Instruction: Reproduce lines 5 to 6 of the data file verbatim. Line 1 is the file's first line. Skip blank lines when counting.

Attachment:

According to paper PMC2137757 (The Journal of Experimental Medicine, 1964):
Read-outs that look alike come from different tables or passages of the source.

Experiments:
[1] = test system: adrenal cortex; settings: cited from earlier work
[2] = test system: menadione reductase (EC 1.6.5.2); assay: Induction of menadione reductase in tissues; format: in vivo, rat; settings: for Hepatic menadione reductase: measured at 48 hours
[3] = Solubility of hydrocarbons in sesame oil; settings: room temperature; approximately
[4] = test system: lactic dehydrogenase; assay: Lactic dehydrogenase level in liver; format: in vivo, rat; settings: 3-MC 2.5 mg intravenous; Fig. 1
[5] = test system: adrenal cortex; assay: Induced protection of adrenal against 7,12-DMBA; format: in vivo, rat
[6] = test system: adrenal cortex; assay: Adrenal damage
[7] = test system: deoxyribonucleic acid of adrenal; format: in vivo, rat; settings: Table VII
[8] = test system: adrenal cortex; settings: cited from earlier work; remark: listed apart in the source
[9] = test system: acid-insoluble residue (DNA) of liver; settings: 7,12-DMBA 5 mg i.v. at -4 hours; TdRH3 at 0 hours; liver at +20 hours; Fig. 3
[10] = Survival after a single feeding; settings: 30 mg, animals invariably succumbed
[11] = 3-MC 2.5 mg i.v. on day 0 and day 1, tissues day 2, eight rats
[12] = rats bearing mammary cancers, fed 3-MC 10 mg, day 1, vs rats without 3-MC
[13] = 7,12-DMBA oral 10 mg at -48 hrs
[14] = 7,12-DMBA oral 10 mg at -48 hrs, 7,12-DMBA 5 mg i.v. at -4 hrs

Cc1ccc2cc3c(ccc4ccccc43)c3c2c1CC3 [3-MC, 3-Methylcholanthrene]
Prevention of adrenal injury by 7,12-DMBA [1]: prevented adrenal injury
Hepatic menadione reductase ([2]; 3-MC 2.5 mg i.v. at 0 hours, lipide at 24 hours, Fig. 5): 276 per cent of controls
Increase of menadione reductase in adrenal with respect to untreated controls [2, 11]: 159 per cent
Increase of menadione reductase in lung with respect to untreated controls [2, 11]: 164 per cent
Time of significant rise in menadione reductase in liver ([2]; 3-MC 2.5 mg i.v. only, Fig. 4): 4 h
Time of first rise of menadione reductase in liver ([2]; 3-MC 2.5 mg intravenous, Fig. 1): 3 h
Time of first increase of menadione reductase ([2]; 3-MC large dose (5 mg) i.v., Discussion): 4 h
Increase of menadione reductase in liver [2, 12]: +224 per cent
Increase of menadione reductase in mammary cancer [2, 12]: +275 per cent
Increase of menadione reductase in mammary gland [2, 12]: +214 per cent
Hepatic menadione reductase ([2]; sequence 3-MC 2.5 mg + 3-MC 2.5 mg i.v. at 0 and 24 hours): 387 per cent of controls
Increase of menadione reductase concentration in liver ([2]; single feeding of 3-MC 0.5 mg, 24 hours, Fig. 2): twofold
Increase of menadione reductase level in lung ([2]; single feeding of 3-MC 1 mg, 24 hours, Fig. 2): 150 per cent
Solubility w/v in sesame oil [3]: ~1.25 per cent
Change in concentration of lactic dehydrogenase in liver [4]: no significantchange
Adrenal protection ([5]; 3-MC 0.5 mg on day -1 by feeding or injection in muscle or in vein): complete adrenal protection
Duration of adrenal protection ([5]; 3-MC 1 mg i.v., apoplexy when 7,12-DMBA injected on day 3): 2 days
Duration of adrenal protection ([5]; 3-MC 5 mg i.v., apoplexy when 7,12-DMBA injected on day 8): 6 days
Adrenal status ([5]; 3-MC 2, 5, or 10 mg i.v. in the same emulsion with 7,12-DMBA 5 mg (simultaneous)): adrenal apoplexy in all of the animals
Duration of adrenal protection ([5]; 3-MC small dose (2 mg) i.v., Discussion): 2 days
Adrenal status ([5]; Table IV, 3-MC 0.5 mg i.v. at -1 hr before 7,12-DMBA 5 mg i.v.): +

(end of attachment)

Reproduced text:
[2] = test system: menadione reductase (EC 1.6.5.2); assay: Induction of menadione reductase in tissues; format: in vivo, rat; settings: for Hepatic menadione reductase: measured at 48 hours
[3] = Solubility of hydrocarbons in sesame oil; settings: room temperature; approximately